Bill designed to help recovering addicts stay clean takes major step forward

    A bill named after Daniel Weidle, who died from an overdose while waiting for a new prescription of Vivitrol, has taken a major step forward. (WKEF/WRGT)

    COLUMBUS, Ohio (WKEF/WRGT) — A bill designed to help recovering addicts stay clean took a major step forward Wednesday.

    The Ohio Senate unanimously voted to pass the bill, SB 119, also known as Daniel’s Law.

    “Certainly a bittersweet day,” Scott Weidle said. “It’s been a long journey up here. Doesn’t take the grief away, but we did what we came to do.”

    The bill is named after Scott’s son, Daniel, who died from an overdose while waiting for a new prescription of Vivitrol. The drug helped Daniel stay sober for eight months, but his primary care physician stopped prescribing it.

    New provisions in Daniel"s Law would give increased access to Vivitrol

    UPDATE: Daniel"s Law passed out of committee June 5, and will go to the Senate floor on Wednesday.----OHIO (WKEF/WRGT)-- Daniel"s Law is now one step closer to becoming official in Ohio with the support of the Ohio Pharmacists Association.The bill, SB 119,

    If ultimately signed by Governor Kasich, the bill would allow any pharmacist to dispense Vivitrol just by verifying that a patient is already receiving it for treatment.

    “I am certain the legislation will save lives,” Senator Bob D. Hackett (R - London), a co-sponsor of the bill, said.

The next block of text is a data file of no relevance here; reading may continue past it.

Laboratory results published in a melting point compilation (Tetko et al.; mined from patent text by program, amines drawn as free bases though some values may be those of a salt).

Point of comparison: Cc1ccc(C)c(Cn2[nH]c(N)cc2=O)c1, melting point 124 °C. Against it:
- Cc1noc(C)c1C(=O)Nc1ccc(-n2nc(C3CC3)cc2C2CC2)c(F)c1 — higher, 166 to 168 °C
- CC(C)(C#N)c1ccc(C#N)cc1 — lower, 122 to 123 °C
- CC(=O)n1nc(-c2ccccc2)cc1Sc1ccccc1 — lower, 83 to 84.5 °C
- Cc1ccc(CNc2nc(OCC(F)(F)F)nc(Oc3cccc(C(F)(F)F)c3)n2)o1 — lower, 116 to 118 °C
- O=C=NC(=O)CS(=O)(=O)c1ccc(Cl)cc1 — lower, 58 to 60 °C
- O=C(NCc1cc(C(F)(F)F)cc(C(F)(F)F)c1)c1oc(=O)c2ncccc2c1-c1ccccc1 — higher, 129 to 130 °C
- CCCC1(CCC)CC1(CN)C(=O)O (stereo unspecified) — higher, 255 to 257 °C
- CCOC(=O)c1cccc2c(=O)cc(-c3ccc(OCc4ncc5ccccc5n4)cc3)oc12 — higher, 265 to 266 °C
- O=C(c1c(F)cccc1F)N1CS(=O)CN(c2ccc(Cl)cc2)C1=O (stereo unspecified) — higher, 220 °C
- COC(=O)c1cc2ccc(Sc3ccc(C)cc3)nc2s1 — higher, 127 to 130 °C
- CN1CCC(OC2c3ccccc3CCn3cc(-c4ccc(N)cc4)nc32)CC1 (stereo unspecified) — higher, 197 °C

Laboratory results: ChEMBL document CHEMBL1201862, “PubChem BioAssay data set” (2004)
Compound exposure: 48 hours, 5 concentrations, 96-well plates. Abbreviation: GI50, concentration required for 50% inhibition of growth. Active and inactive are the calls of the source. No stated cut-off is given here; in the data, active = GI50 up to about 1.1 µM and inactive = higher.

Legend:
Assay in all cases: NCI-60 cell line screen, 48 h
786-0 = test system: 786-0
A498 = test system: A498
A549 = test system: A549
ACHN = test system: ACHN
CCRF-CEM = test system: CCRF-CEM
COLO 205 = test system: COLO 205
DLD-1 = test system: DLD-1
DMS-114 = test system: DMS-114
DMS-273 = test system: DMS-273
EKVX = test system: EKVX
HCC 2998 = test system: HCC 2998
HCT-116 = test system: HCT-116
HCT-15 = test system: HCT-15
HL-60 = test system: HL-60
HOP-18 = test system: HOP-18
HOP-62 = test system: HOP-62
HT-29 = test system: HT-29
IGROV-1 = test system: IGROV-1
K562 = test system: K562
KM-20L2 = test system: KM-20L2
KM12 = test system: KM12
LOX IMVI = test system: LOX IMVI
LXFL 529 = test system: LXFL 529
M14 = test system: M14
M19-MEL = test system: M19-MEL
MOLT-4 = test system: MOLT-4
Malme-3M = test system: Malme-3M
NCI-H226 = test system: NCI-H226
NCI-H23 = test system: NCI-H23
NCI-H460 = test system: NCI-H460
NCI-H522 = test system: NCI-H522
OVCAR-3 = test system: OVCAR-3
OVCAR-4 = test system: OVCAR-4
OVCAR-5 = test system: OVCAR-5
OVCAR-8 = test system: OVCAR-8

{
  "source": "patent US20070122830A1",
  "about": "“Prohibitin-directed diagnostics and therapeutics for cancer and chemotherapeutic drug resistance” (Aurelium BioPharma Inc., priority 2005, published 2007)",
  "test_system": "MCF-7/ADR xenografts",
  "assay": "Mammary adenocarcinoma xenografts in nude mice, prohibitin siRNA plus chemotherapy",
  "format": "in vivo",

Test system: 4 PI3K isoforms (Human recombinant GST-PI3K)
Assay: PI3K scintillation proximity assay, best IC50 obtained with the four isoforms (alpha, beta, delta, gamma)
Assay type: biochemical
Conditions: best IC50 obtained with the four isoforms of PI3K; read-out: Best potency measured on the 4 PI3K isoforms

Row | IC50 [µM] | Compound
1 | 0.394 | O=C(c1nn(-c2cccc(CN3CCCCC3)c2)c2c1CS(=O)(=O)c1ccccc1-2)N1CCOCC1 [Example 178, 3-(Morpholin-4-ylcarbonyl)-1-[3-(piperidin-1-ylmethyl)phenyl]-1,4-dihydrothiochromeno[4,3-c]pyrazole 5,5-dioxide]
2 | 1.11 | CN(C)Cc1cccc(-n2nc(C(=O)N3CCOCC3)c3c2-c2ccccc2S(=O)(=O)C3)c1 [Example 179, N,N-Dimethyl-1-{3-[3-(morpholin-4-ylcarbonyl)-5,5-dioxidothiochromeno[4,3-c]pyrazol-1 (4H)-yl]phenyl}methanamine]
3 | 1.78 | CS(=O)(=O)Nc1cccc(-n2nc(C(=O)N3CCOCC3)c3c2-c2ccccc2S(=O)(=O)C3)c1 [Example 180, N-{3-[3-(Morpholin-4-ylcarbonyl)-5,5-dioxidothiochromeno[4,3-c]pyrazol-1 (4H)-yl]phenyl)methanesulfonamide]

“Oh absolutely, it would’ve saved Daniel’s life,” Weidle said. “If this bill would’ve been two and a half years ahead of its time, Daniel would still be here. It no doubt will save lives in the future.”

    The bill was first introduced to FOX 45 by Weidle in February 2017.

    He said Daniel had been in recovery from a heroin addiction. Weidle said his son’s death was due to his inability to get access to Vivitrol.

    Germantown dad joins Gov. Kasich in battle to stop opioid pill over-prescribing

    GERMANTOWN, Ohio (WKEF/WRGT) - A Germantown dad is fighting to stop opioid pill over-prescribing. Daniel"s Law is named after Daniel Weidle, who lost his battle with addiction in 2015.

    It’s now his mission to make sure this doesn’t happen again.

    “For the legacy of Daniel, to keep it from happening again to others," he said, "it was the next best right thing to do.”

    Senators in the Ohio Statehouse, Weidle and the Ohio Pharmacists Association believe this bill will eventually be an example for states across the country.

    SB 119 now moves to the House. In addition, HB 167, a companion bill, was also voted on and approved by the House Health Committee Wednesday morning.

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